You could have one partner go first and list all five things, or you and your partner could alternate saying one of your five things at a time. However you decide to do it, be creative and don’t afraid to get silly with your partner!

As an example, you could ask your partner, “What are five things that you love that I have done for you lately?”

Their answers might be something like, “Taking out the trash, making a dinner reservation, getting my car detailed, cuddling with me, and watching my favorite movie with me.”

Once they finish their list, come up with your own answer to the question, such as, “Fixing the water heater, pulling weeds, sewing the button back on my shirt, telling me how much you love me, and kissing me goodnight each night.”

When you have both finished sharing your list, you can talk about your items, show each other appreciation, ask follow up questions, or come up with more items together.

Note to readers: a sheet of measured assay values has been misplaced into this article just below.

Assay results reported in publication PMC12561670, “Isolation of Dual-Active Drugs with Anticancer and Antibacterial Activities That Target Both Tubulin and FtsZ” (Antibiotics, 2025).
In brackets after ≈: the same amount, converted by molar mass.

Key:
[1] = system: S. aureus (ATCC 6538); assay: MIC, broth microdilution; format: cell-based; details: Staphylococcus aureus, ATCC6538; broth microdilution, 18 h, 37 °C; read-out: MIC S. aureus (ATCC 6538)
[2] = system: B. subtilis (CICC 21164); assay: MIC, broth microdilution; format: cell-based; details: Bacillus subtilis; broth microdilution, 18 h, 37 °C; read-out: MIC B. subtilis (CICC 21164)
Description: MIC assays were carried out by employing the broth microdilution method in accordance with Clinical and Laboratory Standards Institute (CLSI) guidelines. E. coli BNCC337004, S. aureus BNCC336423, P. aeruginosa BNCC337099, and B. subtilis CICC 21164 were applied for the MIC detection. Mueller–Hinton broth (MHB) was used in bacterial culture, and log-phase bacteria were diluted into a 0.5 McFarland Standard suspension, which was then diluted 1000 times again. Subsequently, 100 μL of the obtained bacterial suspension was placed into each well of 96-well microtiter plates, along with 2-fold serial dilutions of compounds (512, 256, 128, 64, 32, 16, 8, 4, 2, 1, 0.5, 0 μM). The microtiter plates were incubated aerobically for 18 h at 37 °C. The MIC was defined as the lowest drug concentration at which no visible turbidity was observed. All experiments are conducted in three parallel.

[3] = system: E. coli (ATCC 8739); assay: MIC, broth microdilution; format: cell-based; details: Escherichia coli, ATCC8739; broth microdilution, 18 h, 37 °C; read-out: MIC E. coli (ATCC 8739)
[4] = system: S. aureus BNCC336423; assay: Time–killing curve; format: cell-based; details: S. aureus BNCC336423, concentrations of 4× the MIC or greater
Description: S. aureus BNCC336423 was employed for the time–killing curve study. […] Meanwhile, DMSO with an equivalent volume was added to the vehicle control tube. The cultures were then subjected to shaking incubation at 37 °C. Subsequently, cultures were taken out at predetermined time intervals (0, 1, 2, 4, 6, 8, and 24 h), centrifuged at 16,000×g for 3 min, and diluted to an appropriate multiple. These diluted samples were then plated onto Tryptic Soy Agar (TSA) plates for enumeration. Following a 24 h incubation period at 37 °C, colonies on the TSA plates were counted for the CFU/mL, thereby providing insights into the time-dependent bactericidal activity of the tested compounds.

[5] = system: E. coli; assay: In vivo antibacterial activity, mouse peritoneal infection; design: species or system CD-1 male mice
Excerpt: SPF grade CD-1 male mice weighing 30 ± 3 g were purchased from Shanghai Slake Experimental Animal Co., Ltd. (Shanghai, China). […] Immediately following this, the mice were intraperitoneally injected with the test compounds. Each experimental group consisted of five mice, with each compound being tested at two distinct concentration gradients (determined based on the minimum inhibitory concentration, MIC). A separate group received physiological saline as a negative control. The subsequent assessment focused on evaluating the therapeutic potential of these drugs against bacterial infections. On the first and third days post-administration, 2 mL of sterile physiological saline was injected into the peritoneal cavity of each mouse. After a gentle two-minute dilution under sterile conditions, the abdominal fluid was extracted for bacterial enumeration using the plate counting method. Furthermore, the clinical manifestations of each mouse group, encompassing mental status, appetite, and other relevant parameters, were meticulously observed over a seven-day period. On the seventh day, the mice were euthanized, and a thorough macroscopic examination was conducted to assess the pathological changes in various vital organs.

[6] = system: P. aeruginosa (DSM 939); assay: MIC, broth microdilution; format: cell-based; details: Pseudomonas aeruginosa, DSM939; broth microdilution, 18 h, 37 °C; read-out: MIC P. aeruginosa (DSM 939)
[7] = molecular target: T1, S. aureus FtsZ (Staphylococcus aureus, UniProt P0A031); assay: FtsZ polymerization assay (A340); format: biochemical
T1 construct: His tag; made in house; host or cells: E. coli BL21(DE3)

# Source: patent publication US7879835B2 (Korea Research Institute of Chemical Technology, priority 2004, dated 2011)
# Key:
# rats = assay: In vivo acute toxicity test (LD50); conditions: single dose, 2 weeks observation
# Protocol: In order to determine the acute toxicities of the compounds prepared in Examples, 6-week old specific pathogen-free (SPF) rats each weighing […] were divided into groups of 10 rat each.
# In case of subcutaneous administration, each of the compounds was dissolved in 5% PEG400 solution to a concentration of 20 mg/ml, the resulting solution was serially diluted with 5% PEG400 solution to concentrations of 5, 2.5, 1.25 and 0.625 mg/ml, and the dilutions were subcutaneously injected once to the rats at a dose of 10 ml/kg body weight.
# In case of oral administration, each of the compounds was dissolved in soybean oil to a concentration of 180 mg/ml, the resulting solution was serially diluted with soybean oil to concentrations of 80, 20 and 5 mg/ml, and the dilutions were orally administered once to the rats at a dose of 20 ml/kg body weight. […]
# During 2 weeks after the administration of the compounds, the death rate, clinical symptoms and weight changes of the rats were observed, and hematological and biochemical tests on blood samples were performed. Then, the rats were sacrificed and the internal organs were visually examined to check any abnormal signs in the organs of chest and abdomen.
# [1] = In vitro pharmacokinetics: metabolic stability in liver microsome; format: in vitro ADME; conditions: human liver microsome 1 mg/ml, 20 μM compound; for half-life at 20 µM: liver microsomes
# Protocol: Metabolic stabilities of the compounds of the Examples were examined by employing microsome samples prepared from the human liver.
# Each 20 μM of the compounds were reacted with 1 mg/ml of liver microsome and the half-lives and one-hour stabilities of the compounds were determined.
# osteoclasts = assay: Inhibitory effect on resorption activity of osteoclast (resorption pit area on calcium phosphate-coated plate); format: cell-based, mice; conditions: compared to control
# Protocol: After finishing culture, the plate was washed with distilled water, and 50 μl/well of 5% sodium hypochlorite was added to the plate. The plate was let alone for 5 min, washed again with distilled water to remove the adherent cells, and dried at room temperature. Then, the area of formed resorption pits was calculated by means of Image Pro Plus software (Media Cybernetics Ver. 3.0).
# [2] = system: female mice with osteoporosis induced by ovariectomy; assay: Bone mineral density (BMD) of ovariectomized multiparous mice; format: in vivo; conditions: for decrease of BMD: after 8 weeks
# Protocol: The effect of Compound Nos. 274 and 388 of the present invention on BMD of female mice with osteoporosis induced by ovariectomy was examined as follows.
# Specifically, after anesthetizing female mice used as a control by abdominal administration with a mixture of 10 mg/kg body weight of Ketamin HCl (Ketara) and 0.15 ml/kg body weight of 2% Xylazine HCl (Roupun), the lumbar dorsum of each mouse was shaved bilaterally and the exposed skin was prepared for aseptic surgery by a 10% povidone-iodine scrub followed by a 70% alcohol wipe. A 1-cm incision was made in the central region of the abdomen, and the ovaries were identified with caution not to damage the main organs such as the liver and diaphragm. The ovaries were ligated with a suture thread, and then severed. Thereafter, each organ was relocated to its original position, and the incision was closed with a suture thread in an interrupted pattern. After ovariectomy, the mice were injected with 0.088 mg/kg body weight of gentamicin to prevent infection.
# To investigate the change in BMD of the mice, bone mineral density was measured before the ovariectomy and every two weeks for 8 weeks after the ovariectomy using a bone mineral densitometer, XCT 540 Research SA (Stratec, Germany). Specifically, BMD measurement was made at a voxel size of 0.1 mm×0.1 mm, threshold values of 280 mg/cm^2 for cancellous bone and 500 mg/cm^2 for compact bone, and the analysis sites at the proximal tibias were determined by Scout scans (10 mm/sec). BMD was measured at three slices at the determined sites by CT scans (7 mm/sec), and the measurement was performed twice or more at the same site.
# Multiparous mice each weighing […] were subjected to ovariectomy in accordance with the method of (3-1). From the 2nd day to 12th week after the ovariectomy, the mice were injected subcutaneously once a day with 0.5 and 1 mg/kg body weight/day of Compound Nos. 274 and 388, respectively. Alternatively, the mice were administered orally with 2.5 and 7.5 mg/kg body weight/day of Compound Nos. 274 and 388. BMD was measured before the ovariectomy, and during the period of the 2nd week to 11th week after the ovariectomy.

This exercise is a fun and engaging way to connect with your partner, learn something new, or reminisce over good shared memories.

You can read more about it at this link.

Free Relationship Worksheets for Couples

There are many more resources out there for couples who wish to try new things and build their connection. A few of the best free worksheets that can help couples enhance their bond are listed and described below.

Relationship Growth Activity

This worksheet is a great activity for those in a relationship who want to make changes or solve some difficult relationship problems. It keeps the discussion light but reminds the couple of their special connection while helping them learn more about themselves and their partner.

The instructions direct the couple to take turns asking each other a question from each section below, or ask them all if they believe they know the answers.